As 2017 begins, manufacturers still face many of the same challenges that confronted them at the beginning of 2016. For starters, their IT budgets are not growing much and are in some cases actually shrinking: The Gartner forecast for IT spending in 2016 predicted a 4.5 percent drop in IT spending among firms devoted to manufacturing and natural resources.
Similarly, the Spiceworks 2017 State of IT report projected that IT allocations would barely budge between 2016 and 2017, rising from an average of approximately $293,000 to $294,000 per company. There were a few other important constraints revealed in that Spiceworks survey:
- Sixty-four percent of respondents expected to hire no additional technical staff in 2017, compared to only 30 percent who were planning on taking on more employees. This trend will put more pressure on manufacturers and others to do more with less.
- Budgetary allotments for both software and hardware were expected to decrease year-over-year in 2016, with some of the decrease being redirected toward various hosted and managed services.
- Six in 10 of the surveyed companies expected to see increases in revenue in 2017, while 20 percent foresaw no change. Ten percent stated their revenues would probably decline in the new year.
For manufacturers in particular, this current trend of stagnant IT budgets is at odds with the technical investments many of them will likely need to make in the years ahead. More specifically, advanced analytics, robotics, augmented reality and 3D printing are just a few of the ongoing developments many manufacturers will have to address in the near term.
Finding the right tools for the emerging era of manufacturing
The growth of the Internet of Things – the vast network of interconnected non-traditional computing devices, such as factory sensors and machines, which is behind many of the specific trends listed above – has led some industry observers to dub the new era of manufacturing "Industry 4.0." Adapting to this paradigm will require tight integration between different information systems such as accounting applications and 3-D CAD solutions.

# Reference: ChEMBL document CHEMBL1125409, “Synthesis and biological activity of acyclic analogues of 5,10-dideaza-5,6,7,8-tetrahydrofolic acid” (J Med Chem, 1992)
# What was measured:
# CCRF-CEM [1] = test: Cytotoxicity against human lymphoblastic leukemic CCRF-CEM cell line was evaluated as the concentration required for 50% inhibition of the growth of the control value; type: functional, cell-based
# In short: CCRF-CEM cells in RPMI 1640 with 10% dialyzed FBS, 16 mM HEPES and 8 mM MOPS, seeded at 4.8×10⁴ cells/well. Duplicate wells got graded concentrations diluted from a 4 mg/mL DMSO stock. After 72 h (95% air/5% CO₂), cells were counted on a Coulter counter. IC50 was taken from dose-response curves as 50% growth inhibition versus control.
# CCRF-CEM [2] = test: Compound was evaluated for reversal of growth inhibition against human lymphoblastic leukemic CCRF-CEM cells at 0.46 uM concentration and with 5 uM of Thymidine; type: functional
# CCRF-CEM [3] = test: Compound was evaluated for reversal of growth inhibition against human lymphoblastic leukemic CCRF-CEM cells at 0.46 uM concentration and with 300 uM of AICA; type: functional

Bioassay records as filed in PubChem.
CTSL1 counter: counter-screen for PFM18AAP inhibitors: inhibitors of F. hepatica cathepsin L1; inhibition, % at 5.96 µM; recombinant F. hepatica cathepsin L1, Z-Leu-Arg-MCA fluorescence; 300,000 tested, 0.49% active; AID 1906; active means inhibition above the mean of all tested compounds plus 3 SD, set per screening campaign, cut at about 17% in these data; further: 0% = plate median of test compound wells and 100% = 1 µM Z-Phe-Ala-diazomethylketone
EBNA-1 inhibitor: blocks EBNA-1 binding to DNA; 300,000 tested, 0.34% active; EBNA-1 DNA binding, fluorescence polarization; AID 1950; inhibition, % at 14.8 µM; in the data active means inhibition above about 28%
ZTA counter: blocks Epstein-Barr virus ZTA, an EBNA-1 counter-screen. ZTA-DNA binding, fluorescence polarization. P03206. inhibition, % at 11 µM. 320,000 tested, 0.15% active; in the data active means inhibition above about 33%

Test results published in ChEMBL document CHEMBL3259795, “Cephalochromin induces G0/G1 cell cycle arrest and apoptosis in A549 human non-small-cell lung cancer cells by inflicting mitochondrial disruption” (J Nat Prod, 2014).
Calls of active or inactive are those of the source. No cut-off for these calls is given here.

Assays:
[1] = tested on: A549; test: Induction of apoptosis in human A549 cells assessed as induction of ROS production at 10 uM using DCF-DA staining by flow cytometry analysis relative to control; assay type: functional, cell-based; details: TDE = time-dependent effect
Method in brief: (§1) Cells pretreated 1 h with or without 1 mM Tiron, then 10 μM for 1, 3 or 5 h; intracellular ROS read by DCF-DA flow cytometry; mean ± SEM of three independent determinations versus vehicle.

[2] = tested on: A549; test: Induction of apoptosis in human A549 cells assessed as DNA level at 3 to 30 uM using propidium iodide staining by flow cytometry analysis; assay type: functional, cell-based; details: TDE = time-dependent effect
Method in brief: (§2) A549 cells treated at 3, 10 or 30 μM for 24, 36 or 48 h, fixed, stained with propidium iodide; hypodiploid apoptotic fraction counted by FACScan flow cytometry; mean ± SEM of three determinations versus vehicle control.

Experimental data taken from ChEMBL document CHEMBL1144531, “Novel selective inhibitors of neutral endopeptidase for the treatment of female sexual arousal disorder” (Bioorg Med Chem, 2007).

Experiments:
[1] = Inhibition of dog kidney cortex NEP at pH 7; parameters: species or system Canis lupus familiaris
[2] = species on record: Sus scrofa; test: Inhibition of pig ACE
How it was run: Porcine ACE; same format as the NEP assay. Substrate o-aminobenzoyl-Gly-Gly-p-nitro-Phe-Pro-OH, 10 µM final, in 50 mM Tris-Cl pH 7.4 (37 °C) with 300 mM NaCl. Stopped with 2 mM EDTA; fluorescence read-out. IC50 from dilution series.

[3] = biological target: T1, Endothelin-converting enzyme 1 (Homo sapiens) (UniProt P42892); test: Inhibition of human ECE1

The enterprise resource planning system has to be the focus of any effort to remake and modernize how engineer-to-order manufacturers do business. The ideal ERP system is easy to implement, integrate and pay for, especially for small and medium-sized ETO manufacturers – but many standard ERP solutions fall short on these counts.
The 2015 Manufacturing ERP Report from Panorama Consulting demonstrated the shortcomings of the average ERP implementation. Almost 70 percent of ERP initiatives in the manufacturing sector went over budget in 2015, with the two biggest drivers of these overruns being the expansion of project scope and the need for additional technology. While lower than the average for all industries, the typical manufacturing-specific ERP system costs $2 million to set up, or 7.5 percent of the company's yearly revenue.
"ETO manufacturers need a solution built for real-time insights and automation."
With these figures in mind, it is crucial that ETO manufacturers have other options available to them. They need something that is not only cost-effective and well-integrated, but also built from the ground up for real-time insights and automation instead of manual data entry. Only with such a platform will they be able to avoid the errors and missed opportunities that often accompany old-fashioned methods of budgeting, such as Microsoft Excel-based processes.
Questica ETO: An ERP by and for ETO manufacturers
As many IT budgets reallocate resources to new services and look to trim longstanding maintenance costs, it is important for teams to have access to a modern ERP solution that provides excellent return on investment, works well with other applications and replaces error-prone manual processes. Questica ETO fulfills all of these key requirements.
Built by custom design manufacturers, Questica ETO is highly configurable and affordable for ETO manufacturers of all sizes. It offers an industry-specific budgeting platform that reduces manual liabilities and clerical errors. Moreover, it can be connected to any accounting system that accepts imported data and to the widely used 3-D CAD packages from AutoDesk and SolidWorks.
IT budget growth may not move the needle much in 2017. However, with Questica ETO manufacturers can ensure they get the most out of their tools, reduce legacy liabilities and remain competitive.